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Radiation Therapy for Hodgkin's Lymphoma

Facts About Hodgkin's Lymphoma

The lymphatic system is a network of thin tubular vessels that branches out to almost all parts of the body.  Scattered in between these vessels are lymph nodes.  The job of the lymphatic system is to fight infection and disease.  Cancer of the lymphatic system is called lymphoma.  Hodgkin's is one of two main types of lymphoma with non-Hodgkin's being the other.

  • Hodgkin's lymphoma (Hodgkin's disease) commonly affects lymph nodes in the neck or in the area between the lungs behind the breastbone.  It can also begin in groups of lymph nodes under the arms, in the abdomen or in the groin.
  • It's named after the British doctor Thomas Hodgkin who first described the disease in 1832.  According to the American Cancer Society, nearly 64,000 new cases of lymphoma will be diagnosed this year.  This includes 7,350 cases of Hodgkin's lymphoma.
  • Hodgkin's lymphoma is very treatable and often curable.  Eighty-five percent of patients with Hodgkin's live longer than five years after diagnosis.

Risk Factors for Hodgkin's Lymphoma

The cause of Hodgkin's lymphoma is unknown.  However, doctors believe immune system problems as well as age may increase a person's chance of developing this disease.

  • Hodgkin's lymphoma has two peak time frames: between the ages of 15 and 40 and in people over age 55.  However, the disease can affect anyone.
  • Males are typically more at risk of developing Hodgkin's lymphoma.
  • Those who have been infected with the Epstein-Barr virus are more likely to develop Hodgkin's lymphoma.
  • Having a parent or sibling with Hodgkin's lymphoma also increases risk of the disease.

Signs and Symptoms of Hodgkin's Lymphoma

The signs and symptoms of lymphoma are not specific and may also be associated with other, noncancerous conditions.  Talk to your doctor if you have any of these problems.

  • Swollen lymph nodes in the neck, underarm or groin.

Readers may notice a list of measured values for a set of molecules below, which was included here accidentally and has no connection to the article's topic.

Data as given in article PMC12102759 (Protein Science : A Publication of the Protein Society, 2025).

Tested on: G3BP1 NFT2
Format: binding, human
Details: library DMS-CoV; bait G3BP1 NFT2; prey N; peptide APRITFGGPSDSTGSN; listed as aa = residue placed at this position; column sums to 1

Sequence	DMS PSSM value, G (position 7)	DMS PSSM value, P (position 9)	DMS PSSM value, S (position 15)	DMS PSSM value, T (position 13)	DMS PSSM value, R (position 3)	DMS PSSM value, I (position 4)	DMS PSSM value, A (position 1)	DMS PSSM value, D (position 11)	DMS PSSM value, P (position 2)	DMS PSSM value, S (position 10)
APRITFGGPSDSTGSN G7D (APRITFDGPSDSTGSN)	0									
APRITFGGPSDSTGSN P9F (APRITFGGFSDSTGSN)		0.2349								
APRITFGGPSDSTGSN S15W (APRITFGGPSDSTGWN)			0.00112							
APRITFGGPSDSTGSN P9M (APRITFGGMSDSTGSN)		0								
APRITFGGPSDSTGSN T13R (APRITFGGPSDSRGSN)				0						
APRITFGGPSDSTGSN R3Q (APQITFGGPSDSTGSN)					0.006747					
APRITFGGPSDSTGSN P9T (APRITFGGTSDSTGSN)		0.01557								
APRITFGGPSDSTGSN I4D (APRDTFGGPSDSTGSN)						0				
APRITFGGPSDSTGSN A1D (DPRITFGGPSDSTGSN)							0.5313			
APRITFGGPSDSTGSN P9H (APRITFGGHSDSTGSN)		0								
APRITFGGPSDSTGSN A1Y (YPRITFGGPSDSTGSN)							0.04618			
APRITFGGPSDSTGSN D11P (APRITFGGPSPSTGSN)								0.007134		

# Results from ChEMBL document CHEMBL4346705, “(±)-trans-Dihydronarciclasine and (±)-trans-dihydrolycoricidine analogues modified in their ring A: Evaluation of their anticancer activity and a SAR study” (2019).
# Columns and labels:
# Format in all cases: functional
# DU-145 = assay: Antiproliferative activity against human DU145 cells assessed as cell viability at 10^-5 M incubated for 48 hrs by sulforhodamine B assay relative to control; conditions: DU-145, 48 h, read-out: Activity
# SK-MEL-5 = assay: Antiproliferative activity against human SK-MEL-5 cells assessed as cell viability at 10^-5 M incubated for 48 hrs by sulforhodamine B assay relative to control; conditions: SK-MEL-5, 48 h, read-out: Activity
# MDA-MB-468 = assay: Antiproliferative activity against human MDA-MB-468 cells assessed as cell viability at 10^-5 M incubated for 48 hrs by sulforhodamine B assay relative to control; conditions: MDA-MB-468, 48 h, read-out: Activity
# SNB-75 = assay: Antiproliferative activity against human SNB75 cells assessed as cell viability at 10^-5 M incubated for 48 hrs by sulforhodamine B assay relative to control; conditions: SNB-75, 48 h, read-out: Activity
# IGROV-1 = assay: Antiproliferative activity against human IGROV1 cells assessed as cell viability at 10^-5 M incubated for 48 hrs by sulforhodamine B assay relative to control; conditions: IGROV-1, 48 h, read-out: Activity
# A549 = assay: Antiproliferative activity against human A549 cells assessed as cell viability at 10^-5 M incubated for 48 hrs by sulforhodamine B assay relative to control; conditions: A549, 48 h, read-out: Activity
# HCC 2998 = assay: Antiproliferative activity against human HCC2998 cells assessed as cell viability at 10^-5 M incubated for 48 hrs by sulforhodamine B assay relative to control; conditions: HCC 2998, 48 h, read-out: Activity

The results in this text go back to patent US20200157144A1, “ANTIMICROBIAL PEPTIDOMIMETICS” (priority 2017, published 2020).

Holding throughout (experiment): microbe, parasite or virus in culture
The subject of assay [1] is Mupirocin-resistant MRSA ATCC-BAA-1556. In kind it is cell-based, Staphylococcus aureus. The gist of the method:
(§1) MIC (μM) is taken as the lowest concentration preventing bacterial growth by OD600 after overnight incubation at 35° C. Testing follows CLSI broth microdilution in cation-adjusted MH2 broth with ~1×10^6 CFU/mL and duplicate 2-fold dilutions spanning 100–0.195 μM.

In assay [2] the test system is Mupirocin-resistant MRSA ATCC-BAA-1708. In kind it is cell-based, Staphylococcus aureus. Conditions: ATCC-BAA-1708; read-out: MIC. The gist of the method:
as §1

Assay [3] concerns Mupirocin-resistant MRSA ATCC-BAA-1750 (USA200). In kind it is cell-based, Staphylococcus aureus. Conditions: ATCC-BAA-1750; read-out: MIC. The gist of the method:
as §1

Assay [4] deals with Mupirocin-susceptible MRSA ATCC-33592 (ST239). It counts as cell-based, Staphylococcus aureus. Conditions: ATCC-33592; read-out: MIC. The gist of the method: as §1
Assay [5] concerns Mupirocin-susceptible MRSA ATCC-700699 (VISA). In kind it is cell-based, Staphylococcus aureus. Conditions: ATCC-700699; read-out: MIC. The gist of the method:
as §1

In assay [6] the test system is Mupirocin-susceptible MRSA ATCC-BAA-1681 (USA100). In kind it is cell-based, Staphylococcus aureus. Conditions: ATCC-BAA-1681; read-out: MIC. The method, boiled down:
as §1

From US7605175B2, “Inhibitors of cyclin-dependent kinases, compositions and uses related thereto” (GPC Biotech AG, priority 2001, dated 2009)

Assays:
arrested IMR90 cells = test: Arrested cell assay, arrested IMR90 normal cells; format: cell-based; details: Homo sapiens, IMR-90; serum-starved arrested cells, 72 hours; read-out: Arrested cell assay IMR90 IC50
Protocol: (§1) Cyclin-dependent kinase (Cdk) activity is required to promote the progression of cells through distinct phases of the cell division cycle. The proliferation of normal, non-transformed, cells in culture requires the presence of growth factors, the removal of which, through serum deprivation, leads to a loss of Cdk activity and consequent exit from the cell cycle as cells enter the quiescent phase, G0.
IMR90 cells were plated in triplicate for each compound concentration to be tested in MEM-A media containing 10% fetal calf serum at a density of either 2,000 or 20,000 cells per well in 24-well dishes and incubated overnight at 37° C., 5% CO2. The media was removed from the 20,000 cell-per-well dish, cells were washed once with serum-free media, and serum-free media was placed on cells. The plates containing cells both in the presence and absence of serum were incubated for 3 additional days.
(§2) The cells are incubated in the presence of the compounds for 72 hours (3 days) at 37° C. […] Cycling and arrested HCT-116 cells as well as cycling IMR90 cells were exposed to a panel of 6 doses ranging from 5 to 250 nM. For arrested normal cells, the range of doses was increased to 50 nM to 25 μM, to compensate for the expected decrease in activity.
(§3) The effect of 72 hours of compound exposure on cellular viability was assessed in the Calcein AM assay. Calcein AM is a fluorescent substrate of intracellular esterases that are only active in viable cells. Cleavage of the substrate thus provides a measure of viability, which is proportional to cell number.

• Unexplained fevers.
  • Drenching night sweats.
  • Unexplained weight loss.
  • Constant fatigue.
  • Skin rash or itchy skin.

Unexplained fevers, night sweats and weight loss are known as symptoms.  Ask your doctor about their significance in your case.

Diagnosing Hodgkin's Lymphoma

To see if you have Hodgkin's lymphoma, your doctor will first examine you to assess your overall health and look for anything unusual.  He or she may also perform some or all of the following tests.

  • The doctor will order blood tests to evaluate a variety of factors, including the number of blood cells in your blood and how well your liver and kidneys are working.
  • During a lymph node biopsy, your doctor will perform surgery to take out a lymph node.  It will then be examined under a microscope to look for cancer.
  • Several imaging tests will be performed to see if lymphoma has spread to other organs.  These tests may include CT, PET or gallium scans.

Staging of Hodgkin's Lymphoma

The stage of cancer is a term used to describe its size and whether it has spread.  Knowing this helps doctors plan the best treatment.

  • Stage I: Single lymph node or non-lymph node region is affected.
  • Stage II: Two or more lymph node or non-lymph node regions are affected on the same side of the diaphragm (the muscle under the lungs).
  • Stage III: Lymph node or non-lymph node regions above and below the diaphragm are affected.
  • Stage IV: The cancer has spread outside the lymph nodes to organs such as the liver, bones or lungs.  Stage IV can also refer to a tumor in another organ and/or tumors in distant lymph nodes.